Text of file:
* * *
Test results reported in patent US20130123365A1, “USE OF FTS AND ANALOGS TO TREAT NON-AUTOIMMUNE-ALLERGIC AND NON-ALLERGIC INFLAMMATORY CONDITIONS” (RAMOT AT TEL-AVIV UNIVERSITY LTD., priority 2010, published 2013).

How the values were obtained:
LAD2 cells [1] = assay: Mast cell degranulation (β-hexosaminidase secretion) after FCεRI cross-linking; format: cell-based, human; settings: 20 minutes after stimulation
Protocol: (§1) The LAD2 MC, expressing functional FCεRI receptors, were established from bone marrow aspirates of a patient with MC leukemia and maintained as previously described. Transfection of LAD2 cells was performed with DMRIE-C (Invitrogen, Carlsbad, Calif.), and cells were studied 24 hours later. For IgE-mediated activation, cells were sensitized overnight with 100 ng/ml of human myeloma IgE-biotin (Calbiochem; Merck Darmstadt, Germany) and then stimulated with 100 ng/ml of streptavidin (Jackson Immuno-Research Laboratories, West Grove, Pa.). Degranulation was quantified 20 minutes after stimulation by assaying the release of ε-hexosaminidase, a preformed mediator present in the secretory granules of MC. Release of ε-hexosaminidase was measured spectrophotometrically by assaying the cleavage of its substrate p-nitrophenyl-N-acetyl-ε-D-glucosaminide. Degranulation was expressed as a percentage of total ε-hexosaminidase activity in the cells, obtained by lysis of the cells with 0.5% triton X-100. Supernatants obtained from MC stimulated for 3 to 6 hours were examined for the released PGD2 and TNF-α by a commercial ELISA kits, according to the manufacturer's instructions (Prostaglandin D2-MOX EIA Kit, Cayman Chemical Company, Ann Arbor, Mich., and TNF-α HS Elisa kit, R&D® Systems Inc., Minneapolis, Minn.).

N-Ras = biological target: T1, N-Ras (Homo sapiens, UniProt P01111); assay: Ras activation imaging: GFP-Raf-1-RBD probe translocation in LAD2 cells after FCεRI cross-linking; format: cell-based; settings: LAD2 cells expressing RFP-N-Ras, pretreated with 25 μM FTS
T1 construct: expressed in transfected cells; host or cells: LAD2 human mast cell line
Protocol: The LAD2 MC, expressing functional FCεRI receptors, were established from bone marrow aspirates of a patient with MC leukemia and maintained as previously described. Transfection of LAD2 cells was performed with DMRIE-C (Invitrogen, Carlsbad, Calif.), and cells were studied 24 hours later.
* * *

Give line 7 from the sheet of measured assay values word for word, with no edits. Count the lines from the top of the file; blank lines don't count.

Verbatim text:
Protocol: The LAD2 MC, expressing functional FCεRI receptors, were established from bone marrow aspirates of a patient with MC leukemia and maintained as previously described. Transfection of LAD2 cells was performed with DMRIE-C (Invitrogen, Carlsbad, Calif.), and cells were studied 24 hours later.